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Prediction: moulding planes

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AndyT

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The price of moulding planes is about to go up.
Paul Sellers has just been rabbiting on to his 355,000 YouTube subscribers telling them how useful and versatile they are.

[youtube]cGDbXjH2aks[/youtube]

So if you have any you want to sell, this could be what you have been waiting for. If you still want to buy any, get in quick.

The video also includes a plug for British Planemakers (though he only shows the 2nd edition) so watch that rise as well. (Current cheapest copy on Abebooks is £63!)
 

HJC1972

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Won't be selling any of mine (shown below) anytime soon. Rarely use them but they have, on occasion, got me right out of trouble.
 

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ED65

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Yes Andy! I saw the video in my YouTube feed earlier and only later twigged that I'd missed my window to build up a modest collection on the cheap *sigh*

I doubt the effect will be as large with these as with e.g. routers but we'll see.
 

t8hants

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I bought my box of 20 for £1.00 at a jumble sale back in the 70's and have added a few since.
Thanks to Paul though I can't keep up with the rise in price for router planes, I am still looking for one.
 

Cheshirechappie

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Have to admit to slightly mixed feelings about Paul publicising moulding planes.

One the plus side, I'm all in favour of good tools going to good homes rather than being turned into table lamps or firewood, and I'd like to see more elegance and tasteful embellishment in both joinery and furniture work - we've been rather starved of simple beauty in architecture and in much furniture for far too long (except at the very high end).

On the other hand, I do worry a bit that he's not being entirely honest about how tricky vintage moulding planes can be to set up and, especially in case of complex moulders, sharpen successfully. It's all very well telling the uninitiated about what a well-tuned plane can do, but without telling how to tune planes well, it could set people up for a frustrating time with their acquisitions. Indeed, I gather the reason that Matt Bickford took to making new moulding planes was the frustrations he endured getting vintage ones to perform. That may also be true for other makers of new side-escapement planes, too.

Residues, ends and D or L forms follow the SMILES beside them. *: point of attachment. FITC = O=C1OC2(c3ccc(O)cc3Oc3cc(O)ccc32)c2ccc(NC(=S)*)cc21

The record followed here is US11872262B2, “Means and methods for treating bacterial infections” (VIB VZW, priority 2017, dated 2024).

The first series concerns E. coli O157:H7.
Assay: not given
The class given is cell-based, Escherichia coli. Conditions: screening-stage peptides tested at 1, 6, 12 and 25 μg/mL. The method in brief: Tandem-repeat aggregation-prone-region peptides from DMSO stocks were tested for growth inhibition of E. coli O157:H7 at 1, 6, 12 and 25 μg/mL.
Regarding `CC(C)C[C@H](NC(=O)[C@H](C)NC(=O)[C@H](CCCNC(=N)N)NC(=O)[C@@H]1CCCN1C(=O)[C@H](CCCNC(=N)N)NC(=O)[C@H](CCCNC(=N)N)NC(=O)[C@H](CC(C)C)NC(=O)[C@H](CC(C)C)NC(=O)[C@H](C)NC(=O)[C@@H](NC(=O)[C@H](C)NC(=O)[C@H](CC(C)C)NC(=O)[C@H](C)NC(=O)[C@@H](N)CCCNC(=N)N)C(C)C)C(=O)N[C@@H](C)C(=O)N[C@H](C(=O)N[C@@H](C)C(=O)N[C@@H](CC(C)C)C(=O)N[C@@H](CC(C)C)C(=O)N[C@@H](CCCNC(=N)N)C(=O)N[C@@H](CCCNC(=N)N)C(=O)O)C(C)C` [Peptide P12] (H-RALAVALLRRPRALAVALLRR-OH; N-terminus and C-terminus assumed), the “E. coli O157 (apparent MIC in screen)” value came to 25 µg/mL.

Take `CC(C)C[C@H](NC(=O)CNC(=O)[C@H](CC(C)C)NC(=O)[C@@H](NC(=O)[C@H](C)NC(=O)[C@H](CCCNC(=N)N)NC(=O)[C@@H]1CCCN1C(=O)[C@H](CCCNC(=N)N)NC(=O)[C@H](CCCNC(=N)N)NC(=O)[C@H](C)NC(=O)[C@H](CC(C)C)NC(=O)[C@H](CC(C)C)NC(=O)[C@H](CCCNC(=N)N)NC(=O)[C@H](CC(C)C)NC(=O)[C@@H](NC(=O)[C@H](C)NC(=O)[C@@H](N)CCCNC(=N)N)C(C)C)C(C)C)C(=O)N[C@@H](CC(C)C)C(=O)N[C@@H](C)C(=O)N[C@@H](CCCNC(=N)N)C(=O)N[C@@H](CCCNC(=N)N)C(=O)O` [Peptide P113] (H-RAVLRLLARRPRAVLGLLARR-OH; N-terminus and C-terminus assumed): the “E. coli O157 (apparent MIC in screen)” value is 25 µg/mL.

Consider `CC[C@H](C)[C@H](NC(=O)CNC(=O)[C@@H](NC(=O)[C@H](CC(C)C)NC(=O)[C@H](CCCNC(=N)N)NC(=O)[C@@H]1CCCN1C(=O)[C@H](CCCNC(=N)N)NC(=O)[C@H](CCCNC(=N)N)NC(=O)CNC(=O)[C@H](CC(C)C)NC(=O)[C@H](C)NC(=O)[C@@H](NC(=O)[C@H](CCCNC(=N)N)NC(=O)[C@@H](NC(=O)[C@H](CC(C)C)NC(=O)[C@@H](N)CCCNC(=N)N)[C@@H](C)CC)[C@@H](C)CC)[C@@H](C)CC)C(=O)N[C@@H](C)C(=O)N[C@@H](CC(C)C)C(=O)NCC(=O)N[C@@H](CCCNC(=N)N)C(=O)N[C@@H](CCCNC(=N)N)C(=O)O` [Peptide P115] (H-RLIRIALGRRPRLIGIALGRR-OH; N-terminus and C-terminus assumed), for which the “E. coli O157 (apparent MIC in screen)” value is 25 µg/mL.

Still, on balance, let's think positively. The more people interested in such things means the more chance of tools of real historical interest being spotted and finding their way to safe keeping, and the more the market for old tools develops, the more it will develop the market for new ones too.
 

custard

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Cheshirechappie":1lioaqha said:
he's not being entirely honest about how tricky vintage moulding planes can be to set up and, especially in case of complex moulders, sharpen successfully.
+1

For the great majority of woodworking hobbyists moulding planes are a complete waste of time and money. Less than one in ten of the vintage moulding planes that I've seen are in a fit state to use. The remainder have shrunken or warped stocks so that the cutting edge bears little relationship to the sole pattern. That's not an easy fix.

If you're bored and just want something to tinker with in your shed then by all means get one, but if you're serious about making stuff then forget about moulding planes, at least until you're some way up the skills curve.
 

woodbloke66

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custard":1llh7wga said:
Cheshirechappie":1llh7wga said:
he's not being entirely honest about how tricky vintage moulding planes can be to set up and, especially in case of complex moulders, sharpen successfully.
+1

For the great majority of woodworking hobbyists moulding planes are a complete waste of time and money. Less than one in ten of the vintage moulding planes that I've seen are in a fit state to use. The remainder have shrunken or warped stocks so that the cutting edge bears little relationship to the sole pattern. That's not an easy fix.